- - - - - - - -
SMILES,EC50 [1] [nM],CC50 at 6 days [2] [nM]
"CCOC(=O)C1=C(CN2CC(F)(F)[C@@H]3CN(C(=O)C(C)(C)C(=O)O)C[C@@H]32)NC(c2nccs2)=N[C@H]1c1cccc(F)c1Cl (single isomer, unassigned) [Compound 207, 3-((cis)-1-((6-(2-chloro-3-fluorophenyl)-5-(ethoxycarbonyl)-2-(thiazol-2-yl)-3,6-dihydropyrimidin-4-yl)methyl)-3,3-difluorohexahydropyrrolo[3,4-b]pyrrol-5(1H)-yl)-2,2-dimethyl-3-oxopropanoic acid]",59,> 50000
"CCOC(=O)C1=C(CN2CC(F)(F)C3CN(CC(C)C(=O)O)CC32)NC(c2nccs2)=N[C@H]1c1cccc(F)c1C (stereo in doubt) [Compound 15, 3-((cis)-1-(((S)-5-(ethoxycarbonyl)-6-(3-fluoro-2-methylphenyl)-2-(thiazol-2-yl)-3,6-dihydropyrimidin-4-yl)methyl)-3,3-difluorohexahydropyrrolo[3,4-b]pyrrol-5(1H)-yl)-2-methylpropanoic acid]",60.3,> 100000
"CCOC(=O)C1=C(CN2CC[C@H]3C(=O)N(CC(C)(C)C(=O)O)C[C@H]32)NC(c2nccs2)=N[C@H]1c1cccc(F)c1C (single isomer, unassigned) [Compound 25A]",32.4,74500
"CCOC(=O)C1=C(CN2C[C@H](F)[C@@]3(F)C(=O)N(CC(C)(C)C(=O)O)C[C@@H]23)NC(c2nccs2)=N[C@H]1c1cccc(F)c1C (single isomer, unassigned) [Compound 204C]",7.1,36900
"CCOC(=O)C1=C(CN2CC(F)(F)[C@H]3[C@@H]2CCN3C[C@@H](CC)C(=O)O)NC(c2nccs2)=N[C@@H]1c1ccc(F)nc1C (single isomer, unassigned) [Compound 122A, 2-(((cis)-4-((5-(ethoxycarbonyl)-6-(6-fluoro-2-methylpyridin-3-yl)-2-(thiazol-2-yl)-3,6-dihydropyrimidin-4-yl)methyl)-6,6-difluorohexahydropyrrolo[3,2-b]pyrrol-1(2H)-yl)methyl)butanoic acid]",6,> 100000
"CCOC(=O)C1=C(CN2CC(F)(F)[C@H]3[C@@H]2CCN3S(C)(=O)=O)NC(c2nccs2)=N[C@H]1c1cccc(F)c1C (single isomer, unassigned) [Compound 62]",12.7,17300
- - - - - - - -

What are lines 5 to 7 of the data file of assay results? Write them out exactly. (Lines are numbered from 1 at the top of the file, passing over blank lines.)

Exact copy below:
"CCOC(=O)C1=C(CN2C[C@H](F)[C@@]3(F)C(=O)N(CC(C)(C)C(=O)O)C[C@@H]23)NC(c2nccs2)=N[C@H]1c1cccc(F)c1C (single isomer, unassigned) [Compound 204C]",7.1,36900
"CCOC(=O)C1=C(CN2CC(F)(F)[C@H]3[C@@H]2CCN3C[C@@H](CC)C(=O)O)NC(c2nccs2)=N[C@@H]1c1ccc(F)nc1C (single isomer, unassigned) [Compound 122A, 2-(((cis)-4-((5-(ethoxycarbonyl)-6-(6-fluoro-2-methylpyridin-3-yl)-2-(thiazol-2-yl)-3,6-dihydropyrimidin-4-yl)methyl)-6,6-difluorohexahydropyrrolo[3,2-b]pyrrol-1(2H)-yl)methyl)butanoic acid]",6,> 100000
"CCOC(=O)C1=C(CN2CC(F)(F)[C@H]3[C@@H]2CCN3S(C)(=O)=O)NC(c2nccs2)=N[C@H]1c1cccc(F)c1C (single isomer, unassigned) [Compound 62]",12.7,17300